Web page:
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September 20, 2016

Screen Print Shelf Life

What is the maximum allowable time for a PCB to leave after screen print but before reflow?

We are using a water soluble lead-free paste. The PCB is densely populated with over 10,000 apertures and the PCB is .090 mil thick.

R.W.

Experts Comments

Since paste deposition or screen printing is not a critical delay time element in the process flow, I would not recommend screening the paste until the unit is ready for component placement. It will take much longer to place the components than it will to deposit the paste.

With water soluble paste, I would be concern with the amount of moisture in the assembly area, as this chemistry is susceptible to the absorption of moisture which could impact its ability to reflow. Excess moisture will cause the paste to spatter during reflow.

Secondly if the product is set aside prior to component placement the concern will be its tackiness, or its ability to hold and secure the component prior to reflow. I would not worry about the board thickness as I don't believe it has anything to do with the performance of the solder paste. There will be a large area of exposed solder paste which will dry out if the product is left out prior to component placement.

The bottom line is place the components on the board as soon as possible after the paste deposition process and reflow the board.

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Leo Lambert
Vice President, Technical Director
EPTAC Corporation
At EPTAC Corporation, Mr. Lambert oversees content of course offerings, IPC Certification programs and provides customers with expert consultation in electronics manufacturing, including RoHS/WEEE and lead free issues. Leo is also the IPC General Chairman for the Assembly/Joining Process Committee.

Usually we want people to reflow as soon as possible with water soluble pastes. If the Relative humidity isn't extreme, 30-50% then you should be able to wait up to 6 hours without an issue.

Anything beyond that and you will have to check for yourself. The biggest problem is that the water soluble pastes are typically hydroscopic, thus in humid environments they will absorb water which will lead to issues like solder balling.

Good luck

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Mike Scimeca
President
FCT Assembly
Mike Scimeca created FCT Assembly after the purchase of Fine Line Stencil, Inc., and consists of two major operations: stencil manufacturing and the manufacturing of electronic assembly products such as solder paste, flux and solder bar.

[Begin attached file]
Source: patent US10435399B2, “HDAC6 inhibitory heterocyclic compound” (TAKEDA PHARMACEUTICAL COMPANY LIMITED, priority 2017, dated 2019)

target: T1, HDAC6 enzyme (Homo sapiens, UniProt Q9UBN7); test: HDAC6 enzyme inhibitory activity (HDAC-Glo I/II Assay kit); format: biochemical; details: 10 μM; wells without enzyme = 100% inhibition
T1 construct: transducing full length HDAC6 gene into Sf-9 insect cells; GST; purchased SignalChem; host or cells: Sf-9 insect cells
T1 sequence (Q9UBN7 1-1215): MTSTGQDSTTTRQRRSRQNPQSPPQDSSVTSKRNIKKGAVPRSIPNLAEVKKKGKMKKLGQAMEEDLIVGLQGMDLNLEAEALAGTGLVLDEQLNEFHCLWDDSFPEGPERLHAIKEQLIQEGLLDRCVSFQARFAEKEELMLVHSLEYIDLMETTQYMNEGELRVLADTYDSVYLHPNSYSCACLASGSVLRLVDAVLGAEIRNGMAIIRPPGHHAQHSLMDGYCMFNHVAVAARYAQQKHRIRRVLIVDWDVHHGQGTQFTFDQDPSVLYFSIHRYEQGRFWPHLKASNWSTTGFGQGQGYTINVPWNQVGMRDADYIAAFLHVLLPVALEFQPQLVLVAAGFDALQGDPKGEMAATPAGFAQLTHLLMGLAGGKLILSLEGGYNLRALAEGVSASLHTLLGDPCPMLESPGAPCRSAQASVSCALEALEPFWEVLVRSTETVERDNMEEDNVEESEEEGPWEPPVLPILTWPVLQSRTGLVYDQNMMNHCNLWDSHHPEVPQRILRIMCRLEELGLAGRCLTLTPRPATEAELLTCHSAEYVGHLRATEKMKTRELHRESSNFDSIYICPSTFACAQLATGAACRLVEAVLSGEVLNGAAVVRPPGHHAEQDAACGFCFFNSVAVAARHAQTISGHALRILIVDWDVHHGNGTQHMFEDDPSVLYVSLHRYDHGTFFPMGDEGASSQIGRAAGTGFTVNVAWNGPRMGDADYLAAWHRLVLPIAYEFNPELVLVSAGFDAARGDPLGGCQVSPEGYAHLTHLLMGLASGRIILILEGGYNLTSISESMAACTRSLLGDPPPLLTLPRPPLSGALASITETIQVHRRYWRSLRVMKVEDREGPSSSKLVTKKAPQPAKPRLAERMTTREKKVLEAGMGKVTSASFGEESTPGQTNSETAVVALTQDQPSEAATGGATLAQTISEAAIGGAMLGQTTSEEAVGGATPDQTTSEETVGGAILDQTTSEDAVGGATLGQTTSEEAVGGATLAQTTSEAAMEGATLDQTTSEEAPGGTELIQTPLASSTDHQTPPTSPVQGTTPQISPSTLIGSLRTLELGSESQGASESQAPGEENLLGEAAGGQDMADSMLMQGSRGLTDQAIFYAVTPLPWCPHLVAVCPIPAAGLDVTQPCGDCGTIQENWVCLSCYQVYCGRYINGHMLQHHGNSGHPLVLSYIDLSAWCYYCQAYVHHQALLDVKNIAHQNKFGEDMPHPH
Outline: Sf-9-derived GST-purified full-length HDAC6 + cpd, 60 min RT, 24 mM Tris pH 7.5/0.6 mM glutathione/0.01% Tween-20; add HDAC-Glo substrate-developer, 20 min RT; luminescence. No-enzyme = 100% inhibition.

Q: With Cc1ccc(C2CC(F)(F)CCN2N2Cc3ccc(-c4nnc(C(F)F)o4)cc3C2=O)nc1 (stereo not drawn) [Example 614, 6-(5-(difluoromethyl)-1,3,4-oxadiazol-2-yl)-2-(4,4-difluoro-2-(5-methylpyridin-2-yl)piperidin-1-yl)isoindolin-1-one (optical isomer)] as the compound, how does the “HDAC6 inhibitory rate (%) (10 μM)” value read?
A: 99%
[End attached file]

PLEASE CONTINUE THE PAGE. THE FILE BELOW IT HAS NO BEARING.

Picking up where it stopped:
The answer to this is normally solder paste-dependent. Different formulas likely have varying abandon times. But, generally speaking, a water soluble print left in a 20-22 degree, 40-60% relative humidity room may give you 1-2 hours maximum.

If the temperature and humidity are higher, then it could be as little as 1/2 hour.

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Clive Ashmore
Global Process Manager
Dek Printing Machine
Mr. Ashmore is responsible for the Global Applied Process Engineering group for DEK. Clive specializes in all aspects of manufacturing engineering, with special emphasis on mass imaging technologies.

Stencil and shelf life will be dependant completely on chemistries and formulations used in your paste choice.

Some water soluble pastes offer 24 hour tack whereas others will be a number of hours. Please check your Technical sheets for guidelines.

Greg York
Technical Sales Manager
BLT Circuit Services Ltd
Greg York has twenty two years of service in Electronics industry. York has installed over 350 Lead Free Lines in Europe with Solder and flux systems as well as Technical Support on SMT lines and trouble shooting.

The answer is both solder paste and environment specific. The rate at which thesolder pastedries out due to flux evaporation and is chemically damaged due to water absorption can vary in the extreme from case to case.

Your solder paste vendor should be able to provide some guidance.

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John Vivari
Application Engineering Supervisor
Nordson EFD
Mr. Vivari has more than 15 years of electronic engineering design and assembly experience. His expertise in fluid dispensing and solder paste technology assists others in identifying the most cost effective method for assembling products.
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